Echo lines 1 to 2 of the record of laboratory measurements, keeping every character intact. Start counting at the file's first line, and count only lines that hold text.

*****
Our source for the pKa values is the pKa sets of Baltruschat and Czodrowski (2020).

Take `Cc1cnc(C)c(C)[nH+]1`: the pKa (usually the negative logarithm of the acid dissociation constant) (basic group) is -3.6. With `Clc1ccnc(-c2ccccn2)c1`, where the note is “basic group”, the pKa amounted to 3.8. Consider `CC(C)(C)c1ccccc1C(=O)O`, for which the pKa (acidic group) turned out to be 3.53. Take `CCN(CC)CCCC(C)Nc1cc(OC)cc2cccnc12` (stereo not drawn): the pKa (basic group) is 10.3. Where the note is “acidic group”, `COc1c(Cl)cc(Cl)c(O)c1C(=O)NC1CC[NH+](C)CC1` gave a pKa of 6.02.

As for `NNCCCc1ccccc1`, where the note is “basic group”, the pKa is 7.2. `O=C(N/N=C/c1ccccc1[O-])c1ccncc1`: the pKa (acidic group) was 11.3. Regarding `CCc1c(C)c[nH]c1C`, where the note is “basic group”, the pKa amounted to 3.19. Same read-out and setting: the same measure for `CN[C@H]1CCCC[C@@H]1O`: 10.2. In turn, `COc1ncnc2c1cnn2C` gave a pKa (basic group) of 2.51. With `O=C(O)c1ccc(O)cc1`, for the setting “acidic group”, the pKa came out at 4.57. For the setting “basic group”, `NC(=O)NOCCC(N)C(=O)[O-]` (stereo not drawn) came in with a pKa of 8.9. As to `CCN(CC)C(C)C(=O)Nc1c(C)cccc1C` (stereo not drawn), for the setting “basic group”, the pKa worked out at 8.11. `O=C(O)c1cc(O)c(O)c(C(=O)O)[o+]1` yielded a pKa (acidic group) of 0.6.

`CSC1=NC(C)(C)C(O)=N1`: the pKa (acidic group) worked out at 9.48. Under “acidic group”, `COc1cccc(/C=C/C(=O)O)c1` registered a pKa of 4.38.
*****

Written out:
Our source for the pKa values is the pKa sets of Baltruschat and Czodrowski (2020).

Take `Cc1cnc(C)c(C)[nH+]1`: the pKa (usually the negative logarithm of the acid dissociation constant) (basic group) is -3.6. With `Clc1ccnc(-c2ccccn2)c1`, where the note is “basic group”, the pKa amounted to 3.8. Consider `CC(C)(C)c1ccccc1C(=O)O`, for which the pKa (acidic group) turned out to be 3.53. Take `CCN(CC)CCCC(C)Nc1cc(OC)cc2cccnc12` (stereo not drawn): the pKa (basic group) is 10.3. Where the note is “acidic group”, `COc1c(Cl)cc(Cl)c(O)c1C(=O)NC1CC[NH+](C)CC1` gave a pKa of 6.02.